Benefits of Blockchain

Benefits of Blockchain   


   Since the internet first emerged in 1983 there has been an exponential increase in global connectivity which has allowed for new industries like e-commerce to flourish. As the internet began to emerge and evolve from being used solely by academics to being used by everyday people, the world wide web presented extreme potential and investors took notice. The internet was not well understood by most people at the time, in fact, many thought the internet was just a passing fad. Due to all the potential the internet held to disrupt a number of industries, money began flooding into stocks of companies who claimed to be working on anything related to the internet. Financial markets began to bubble up as Internet-based companies grew rapidly. The NASDAQ reached incredible heights, as did skepticism surrounding the valuations of companies. 

Image result for nasdaq during the bubble

   The internet has allowed for overall societal progression in a wide range of fields varying from digital banking to entertainment and everything in between. With all the fantastic benefits the internet has to offer, it still has some vital flaws. All technology is imperfect to an extent because all technology is created by humans which are inherently imperfect. One of the main issues with the internet is the lack of trust. Sure, the internet has become increasingly more secure by the year with advancements in cybersecurity, but it would be wrong to think there is no way to further improve digital trust. Luckily, in recent years we've seen a breakthrough innovation for improving digital trust through what is called the Blockchain, otherwise known as distributed ledger technology. In short, a blockchain is nothing more complex than a decentralized database. Think of a distributed ledger as a spreadsheet which is duplicated across a network of different computers, and the spreadsheet is designed to be automatically updated as additional information is added to it.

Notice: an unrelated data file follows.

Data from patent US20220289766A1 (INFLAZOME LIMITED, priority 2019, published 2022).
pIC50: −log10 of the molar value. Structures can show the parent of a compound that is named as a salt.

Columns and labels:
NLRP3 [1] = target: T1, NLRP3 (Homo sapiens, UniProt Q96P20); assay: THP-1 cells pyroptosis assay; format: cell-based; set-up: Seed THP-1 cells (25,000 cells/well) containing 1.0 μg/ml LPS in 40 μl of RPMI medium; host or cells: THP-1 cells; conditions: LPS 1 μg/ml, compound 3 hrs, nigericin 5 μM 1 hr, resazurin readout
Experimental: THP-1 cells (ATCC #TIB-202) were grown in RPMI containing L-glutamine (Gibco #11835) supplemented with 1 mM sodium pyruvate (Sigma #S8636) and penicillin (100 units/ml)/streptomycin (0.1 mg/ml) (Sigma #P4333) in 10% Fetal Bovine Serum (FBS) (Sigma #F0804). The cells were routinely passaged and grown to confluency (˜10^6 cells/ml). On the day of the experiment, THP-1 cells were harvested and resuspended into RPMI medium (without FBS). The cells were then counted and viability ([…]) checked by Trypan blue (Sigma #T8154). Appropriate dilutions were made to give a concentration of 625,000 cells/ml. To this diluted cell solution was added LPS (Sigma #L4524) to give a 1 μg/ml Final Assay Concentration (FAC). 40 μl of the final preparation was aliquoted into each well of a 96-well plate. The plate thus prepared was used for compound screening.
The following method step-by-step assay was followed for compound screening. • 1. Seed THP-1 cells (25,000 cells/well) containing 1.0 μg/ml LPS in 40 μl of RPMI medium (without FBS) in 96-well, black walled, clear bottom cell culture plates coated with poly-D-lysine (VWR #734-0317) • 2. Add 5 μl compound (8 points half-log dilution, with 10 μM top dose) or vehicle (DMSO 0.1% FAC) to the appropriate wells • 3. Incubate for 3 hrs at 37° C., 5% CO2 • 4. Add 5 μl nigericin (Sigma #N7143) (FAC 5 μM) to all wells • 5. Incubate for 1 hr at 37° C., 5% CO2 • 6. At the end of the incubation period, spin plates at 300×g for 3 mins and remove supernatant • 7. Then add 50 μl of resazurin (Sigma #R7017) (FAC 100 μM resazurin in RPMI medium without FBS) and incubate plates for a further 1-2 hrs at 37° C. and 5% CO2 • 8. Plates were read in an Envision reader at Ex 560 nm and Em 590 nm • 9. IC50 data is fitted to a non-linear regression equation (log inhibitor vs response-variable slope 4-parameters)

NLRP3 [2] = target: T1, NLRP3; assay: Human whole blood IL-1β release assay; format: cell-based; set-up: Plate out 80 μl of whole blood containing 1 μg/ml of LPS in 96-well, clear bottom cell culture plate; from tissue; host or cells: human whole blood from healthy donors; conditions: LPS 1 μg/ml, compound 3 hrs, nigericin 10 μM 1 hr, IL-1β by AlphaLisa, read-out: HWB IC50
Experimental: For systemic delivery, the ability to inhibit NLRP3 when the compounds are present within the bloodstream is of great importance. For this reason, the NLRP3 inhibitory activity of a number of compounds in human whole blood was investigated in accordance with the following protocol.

Birthing the Blockchain

  The first introduction of the Blockchain was in the bitcoin protocol by Satoshi Nakamoto which created a distributed data structure for managing electronic cash which neglected to have a central authority. Instead of having a central authority to monitor and verify transactions, all transactions are made public on a digital ledger and operated across a decentralized network of volunteer-run nodes. Thousands of these decentralized volunteer-run nodes comprise the Bitcoin network which made it unique.

   When any transaction was made across the network, let's say person A sends person B $10 worth of Bitcoin, it is recorded on the ledger. Once a majority of the nodes reaches a consensus that the transaction has been made and there is no double spending, it is cryptographically secured in a block. Every new block is then linked to the previously secured block which creates a chain of accepted historical transactions, thus preserving a verifiable record of every transaction, hence the blockchain.